Shaking Off the Cobwebs

In a couple of ways. First off, I haven’t posted since summer for lack of time and brain particles I allowed myself to devote to writing. And then there’s the reason I’m writing this post now.

It is tragically easy to become jaded while in school. Even in grad school when, ideally, you choose more school because you actually want to learn more about a certain subject, that drive can wear off real soon. As you can probably guess, I am in that stage presently. The first days coming back to school after a year off started off giddy as a preteen (or most 20-somethings) waiting in line for a One Direction concert. I was rusty to be sure (note-taking became a lost art), but so eager to get in the swing of things again and just learn.  Public Health, Global Health, I wanted to learn how to make the world a better place already and specifically why issues developed in the first place so as to prevent them from happening again. I tried my best to complete all the required readings for every class because I had to, you know, know all this stuff.

Of course, that lasted about a month until assignments existed. As with 97% of the school-attending population of all ages, I dropped that diligence in order to triage homeworks, projects and exams (*shudder*). Moreover, I felt like something should be happening by now…research with a professor, field project, I couldn’t quite define what that something was, just that moves should be being made…right? Every day was just about getting from one class to the next, whether I was fully engaged or not, and making it from one assignment to the next. It became cruise control at 40 mph. Most of my classmates relate, with posts on Facebook that everyone resonates with a collective sigh of agreement. My roommates and I constantly groan about the absurdity of our schedule and what this experimental program pushes out of us.

But today, one of my roommates shook me awake again. It was small and it probably wasn’t the first time she acted like this. While we were sitting at our kitchen table and I was sinking into despair over our upcoming exam, she interrupted some story I was telling with a sudden “omg!” at her laptop screen. “Sorry,” she said. “I just got really excited over our topic for GD3P tomorrow. Neoliberalism and its effects on global health.” Admittedly I don’t remember what neoliberalism means… “I was going to choose to do my thesis at Hopkins. It’s what I came to learn about.”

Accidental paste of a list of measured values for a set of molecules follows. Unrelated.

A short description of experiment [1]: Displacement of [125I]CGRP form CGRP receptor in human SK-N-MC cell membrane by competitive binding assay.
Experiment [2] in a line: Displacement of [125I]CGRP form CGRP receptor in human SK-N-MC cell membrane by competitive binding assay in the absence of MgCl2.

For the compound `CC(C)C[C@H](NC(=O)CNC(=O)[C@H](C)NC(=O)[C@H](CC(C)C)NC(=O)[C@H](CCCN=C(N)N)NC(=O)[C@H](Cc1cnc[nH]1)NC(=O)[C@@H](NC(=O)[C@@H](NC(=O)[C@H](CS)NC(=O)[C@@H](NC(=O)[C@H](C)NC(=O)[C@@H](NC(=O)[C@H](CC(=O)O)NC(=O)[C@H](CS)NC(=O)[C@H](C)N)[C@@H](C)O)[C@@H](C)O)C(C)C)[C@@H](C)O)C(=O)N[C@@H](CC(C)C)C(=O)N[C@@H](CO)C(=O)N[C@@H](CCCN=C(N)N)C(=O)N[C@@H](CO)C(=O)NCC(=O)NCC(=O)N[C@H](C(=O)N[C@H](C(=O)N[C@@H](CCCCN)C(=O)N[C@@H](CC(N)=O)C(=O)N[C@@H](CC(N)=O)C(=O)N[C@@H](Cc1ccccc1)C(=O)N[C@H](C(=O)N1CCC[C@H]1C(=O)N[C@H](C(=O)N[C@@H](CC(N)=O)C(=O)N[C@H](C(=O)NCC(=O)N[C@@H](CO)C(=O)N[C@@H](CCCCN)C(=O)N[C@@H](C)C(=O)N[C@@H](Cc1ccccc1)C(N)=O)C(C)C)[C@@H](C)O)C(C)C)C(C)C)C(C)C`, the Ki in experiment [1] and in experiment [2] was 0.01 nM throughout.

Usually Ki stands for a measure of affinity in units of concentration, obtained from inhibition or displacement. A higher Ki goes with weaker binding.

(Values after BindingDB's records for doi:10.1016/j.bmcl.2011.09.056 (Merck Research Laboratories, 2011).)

That enthusiasm. I used to have that when I came to New York (way to sound like an old geezer, me). She was getting excited over the recommended readings (not even the required ones!). “There are like 20, but they sound so interesting! I saved ’em but I don’t know if I’ll get around to them.” Yeah. She saved the recommended readings. Like I said, this isn’t the first time she’s gotten hyped over subject material, but for some reason, this sparked me in the way someone does when they touch you after shuffling their feet on the carpet.

It woke me up to realize that there is a reason I moved to New York and paying so much money to spend hours in classrooms only to come home to more hours of work. I can’t afford to waste time on sliding just above the bare minimum. I can’t promise I’ll be those super-students I admire from afar, but I will take the time to explore outside the requirements to form and strengthen some kind of personal perspective; read more, read elsewhere, listen more and listen elsewhere. These sparks tend to be ephemeral, but I’ll ride this one as long as it lasts.

I go to a top-ranking graduate school so that I can try to fix some of the infinite kinks in the world, and it’s time I remember that.

Update: as of this post I’ve actually been reading one of the required pieces for tomorrow. Progress!